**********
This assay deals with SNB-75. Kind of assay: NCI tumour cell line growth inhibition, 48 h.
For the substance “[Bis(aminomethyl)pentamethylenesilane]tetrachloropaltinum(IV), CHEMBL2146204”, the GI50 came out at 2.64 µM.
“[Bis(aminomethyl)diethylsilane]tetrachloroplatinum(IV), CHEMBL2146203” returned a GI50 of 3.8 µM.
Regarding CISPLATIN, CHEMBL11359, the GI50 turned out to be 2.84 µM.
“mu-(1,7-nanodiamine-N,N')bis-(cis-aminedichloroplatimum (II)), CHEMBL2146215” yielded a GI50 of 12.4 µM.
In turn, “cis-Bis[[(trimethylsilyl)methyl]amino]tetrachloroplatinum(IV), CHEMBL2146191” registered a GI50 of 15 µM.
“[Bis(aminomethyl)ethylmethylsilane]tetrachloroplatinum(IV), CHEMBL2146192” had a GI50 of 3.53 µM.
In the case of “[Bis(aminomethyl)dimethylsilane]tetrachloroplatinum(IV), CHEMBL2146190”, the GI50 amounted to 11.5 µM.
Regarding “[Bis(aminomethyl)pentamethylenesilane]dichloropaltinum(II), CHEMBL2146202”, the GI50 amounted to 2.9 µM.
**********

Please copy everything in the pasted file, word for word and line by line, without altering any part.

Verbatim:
This assay deals with SNB-75. Kind of assay: NCI tumour cell line growth inhibition, 48 h.
For the substance “[Bis(aminomethyl)pentamethylenesilane]tetrachloropaltinum(IV), CHEMBL2146204”, the GI50 came out at 2.64 µM.
“[Bis(aminomethyl)diethylsilane]tetrachloroplatinum(IV), CHEMBL2146203” returned a GI50 of 3.8 µM.
Regarding CISPLATIN, CHEMBL11359, the GI50 turned out to be 2.84 µM.
“mu-(1,7-nanodiamine-N,N')bis-(cis-aminedichloroplatimum (II)), CHEMBL2146215” yielded a GI50 of 12.4 µM.
In turn, “cis-Bis[[(trimethylsilyl)methyl]amino]tetrachloroplatinum(IV), CHEMBL2146191” registered a GI50 of 15 µM.
“[Bis(aminomethyl)ethylmethylsilane]tetrachloroplatinum(IV), CHEMBL2146192” had a GI50 of 3.53 µM.
In the case of “[Bis(aminomethyl)dimethylsilane]tetrachloroplatinum(IV), CHEMBL2146190”, the GI50 amounted to 11.5 µM.
Regarding “[Bis(aminomethyl)pentamethylenesilane]dichloropaltinum(II), CHEMBL2146202”, the GI50 amounted to 2.9 µM.